There is a “ghost room” in my house. Every time I enter this room in the dark, I think of ghosts. Sometimes I even get a chill on the back of my neck. Ghosts!
Although my thoughts and emotions in these instances are real, that does not mean that there are ghosts, or even that I believe in ghosts. In fact, I do not believe in ghosts, nor are there any. My would-be “ghosts” are simply lingering childhood memories of frightening stories about ghosts in the dark.
It is amazing that one can reach the age of 66, yet still respond to events with the reflexes of a 6-year-old. But that is human nature: our psyches are like nesting matrushka dolls, with the latest on the outside and the very earliest experiences and beliefs innermost. Whatever fears and superstitions we acquired early on are with us always, to some degree, and affect how we see the world.
In a group discussion about near-death experiences, many of my colleagues spoke of having out-of-body experiences. One fellow told how he seemed to have left his body and saw a Catholic priest administering the last rights to him. This fellow is Jewish!
Most of the men in the group believed that out-of-body experiences are supernatural in nature, or are evidence of a supernatural realm. On the other hand, after my secular daughter had an out-of-body experience during an appendectomy, she immediately investigated and found that such events are a frequent result of anesthesia.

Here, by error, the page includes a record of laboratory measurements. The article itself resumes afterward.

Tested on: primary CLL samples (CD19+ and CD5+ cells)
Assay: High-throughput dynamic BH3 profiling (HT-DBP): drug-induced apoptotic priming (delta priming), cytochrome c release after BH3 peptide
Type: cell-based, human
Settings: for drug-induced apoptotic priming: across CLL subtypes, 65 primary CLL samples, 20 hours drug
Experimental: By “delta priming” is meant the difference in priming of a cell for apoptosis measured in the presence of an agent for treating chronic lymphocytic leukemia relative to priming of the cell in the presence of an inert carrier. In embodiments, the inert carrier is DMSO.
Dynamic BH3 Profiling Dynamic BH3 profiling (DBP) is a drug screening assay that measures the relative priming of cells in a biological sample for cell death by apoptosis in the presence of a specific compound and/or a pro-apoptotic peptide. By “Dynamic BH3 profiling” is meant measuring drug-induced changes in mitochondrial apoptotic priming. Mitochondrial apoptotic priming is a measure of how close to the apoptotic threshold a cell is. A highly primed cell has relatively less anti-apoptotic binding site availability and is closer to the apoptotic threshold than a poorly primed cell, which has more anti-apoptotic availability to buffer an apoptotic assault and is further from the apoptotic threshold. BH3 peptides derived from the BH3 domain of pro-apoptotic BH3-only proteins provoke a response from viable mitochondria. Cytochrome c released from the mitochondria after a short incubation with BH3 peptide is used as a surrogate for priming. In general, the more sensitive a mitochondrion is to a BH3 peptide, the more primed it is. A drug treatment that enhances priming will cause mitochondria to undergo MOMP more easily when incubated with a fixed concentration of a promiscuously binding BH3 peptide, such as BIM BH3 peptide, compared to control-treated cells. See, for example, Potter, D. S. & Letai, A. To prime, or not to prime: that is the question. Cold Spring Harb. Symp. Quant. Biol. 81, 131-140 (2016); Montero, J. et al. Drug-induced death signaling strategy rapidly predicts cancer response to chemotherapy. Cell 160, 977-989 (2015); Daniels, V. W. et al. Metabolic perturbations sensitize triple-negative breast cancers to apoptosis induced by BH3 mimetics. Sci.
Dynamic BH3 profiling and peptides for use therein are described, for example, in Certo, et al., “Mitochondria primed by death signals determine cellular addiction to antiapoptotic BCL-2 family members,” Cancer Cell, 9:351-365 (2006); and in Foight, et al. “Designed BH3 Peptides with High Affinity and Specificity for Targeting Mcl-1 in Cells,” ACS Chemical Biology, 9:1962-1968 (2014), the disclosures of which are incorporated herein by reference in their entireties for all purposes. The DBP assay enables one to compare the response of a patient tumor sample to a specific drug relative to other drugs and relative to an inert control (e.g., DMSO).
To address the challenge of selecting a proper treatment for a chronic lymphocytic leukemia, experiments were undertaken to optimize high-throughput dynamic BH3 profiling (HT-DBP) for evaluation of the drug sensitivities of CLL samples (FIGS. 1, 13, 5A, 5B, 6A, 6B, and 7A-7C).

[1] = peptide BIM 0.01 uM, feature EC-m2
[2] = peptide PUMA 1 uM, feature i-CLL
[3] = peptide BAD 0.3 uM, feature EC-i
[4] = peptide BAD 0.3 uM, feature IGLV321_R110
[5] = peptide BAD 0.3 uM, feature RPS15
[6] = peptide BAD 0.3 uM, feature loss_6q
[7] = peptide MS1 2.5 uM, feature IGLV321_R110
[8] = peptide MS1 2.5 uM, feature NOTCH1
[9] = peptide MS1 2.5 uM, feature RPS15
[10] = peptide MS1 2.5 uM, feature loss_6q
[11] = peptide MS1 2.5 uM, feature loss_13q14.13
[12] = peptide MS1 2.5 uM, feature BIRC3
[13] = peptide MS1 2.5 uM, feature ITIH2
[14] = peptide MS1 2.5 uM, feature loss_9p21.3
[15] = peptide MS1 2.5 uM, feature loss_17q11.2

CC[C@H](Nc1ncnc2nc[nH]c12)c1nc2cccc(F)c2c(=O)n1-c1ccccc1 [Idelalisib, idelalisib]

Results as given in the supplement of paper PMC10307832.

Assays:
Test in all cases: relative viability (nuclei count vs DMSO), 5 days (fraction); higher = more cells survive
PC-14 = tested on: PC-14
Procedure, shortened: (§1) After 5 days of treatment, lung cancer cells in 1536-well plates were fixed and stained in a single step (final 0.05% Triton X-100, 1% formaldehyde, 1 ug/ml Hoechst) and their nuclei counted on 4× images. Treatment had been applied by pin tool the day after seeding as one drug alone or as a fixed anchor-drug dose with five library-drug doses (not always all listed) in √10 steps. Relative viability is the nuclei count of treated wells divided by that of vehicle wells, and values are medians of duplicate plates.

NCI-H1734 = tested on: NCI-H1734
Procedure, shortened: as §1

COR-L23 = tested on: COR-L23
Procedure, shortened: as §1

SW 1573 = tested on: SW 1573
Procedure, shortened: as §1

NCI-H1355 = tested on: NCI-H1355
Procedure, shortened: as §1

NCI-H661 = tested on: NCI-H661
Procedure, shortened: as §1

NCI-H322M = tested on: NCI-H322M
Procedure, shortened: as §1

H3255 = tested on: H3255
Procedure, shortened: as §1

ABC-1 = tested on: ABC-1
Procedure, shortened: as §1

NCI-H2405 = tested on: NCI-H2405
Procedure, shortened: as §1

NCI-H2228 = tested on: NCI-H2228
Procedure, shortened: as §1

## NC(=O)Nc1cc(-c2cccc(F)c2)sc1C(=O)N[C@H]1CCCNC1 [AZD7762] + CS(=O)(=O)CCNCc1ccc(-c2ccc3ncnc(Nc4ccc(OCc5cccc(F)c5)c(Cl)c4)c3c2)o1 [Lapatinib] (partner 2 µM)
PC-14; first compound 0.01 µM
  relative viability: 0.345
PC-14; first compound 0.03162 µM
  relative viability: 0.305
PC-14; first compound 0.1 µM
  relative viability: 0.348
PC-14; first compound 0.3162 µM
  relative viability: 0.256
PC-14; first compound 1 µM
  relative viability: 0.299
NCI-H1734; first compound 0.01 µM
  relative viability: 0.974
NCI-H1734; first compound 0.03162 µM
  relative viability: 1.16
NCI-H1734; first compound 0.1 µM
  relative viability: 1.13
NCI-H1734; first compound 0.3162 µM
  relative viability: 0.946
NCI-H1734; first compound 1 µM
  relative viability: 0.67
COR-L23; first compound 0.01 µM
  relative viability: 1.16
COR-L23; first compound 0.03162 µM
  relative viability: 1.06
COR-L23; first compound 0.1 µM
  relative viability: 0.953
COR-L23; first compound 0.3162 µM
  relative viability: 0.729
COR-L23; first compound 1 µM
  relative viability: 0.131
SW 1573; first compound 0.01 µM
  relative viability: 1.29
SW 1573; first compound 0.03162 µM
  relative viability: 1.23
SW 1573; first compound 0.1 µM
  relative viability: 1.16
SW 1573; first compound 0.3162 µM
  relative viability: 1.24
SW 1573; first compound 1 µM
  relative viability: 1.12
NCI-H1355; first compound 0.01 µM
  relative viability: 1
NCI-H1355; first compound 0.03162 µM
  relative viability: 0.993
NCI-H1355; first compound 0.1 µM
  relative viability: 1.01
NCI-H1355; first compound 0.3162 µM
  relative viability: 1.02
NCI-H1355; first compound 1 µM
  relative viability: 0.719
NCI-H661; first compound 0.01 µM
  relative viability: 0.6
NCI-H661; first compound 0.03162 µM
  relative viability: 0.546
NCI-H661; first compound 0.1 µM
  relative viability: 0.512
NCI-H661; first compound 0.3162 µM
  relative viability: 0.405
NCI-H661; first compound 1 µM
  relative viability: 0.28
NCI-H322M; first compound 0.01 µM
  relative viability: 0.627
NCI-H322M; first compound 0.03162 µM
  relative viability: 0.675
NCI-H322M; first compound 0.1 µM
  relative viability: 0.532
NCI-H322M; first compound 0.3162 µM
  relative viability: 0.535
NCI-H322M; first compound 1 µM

The fact is that out-of-body experiences, and other kinds of “spiritual” experiences can be brought about by trauma, drugs, famine, exhaustion, and even by direct electrical stimulation of certain areas of the brain.
There is a point to these anecdotes. So-called “spiritual” experiences are in our minds. Since the mind is part of what the brain does, the only reality these experiences have is that the brain has reacted in an interesting way to a physical internal or sensual stimulus. No matter how intensely emotional and realistic the experience of “spirituality”, or “revelation” might be, it is all within us; it is natural, not supernatural.
Once, when I received a helium balloon for my birthday, I carefully weighted it with paper clips and bits of paper until it was perfectly balanced, neither rising nor falling. After toying with it for awhile, I went into another room to read. After half an hour, I saw something in my peripheral vision, and looked to see that the balloon was hovering near me.
It was as if the balloon had purposely followed me into the other room! Of course, I knew that it had simply followed air currents, and its path was coincidental.
The point of this anecdote should be apparent: it is very easy to assume that events and the actions of inanimate objects, not just humans and other animals, have volition or purpose and are somehow responding to oneself or to others. This is supernaturalism. Again, once we know the causes of the actions we can dispel this idea, locating the actions within nature, where they belong.
Finally, note that in all these cases, ego-centrism has a dominant role. So, too, in all religion. Without ego-centrism, religion cannot exist.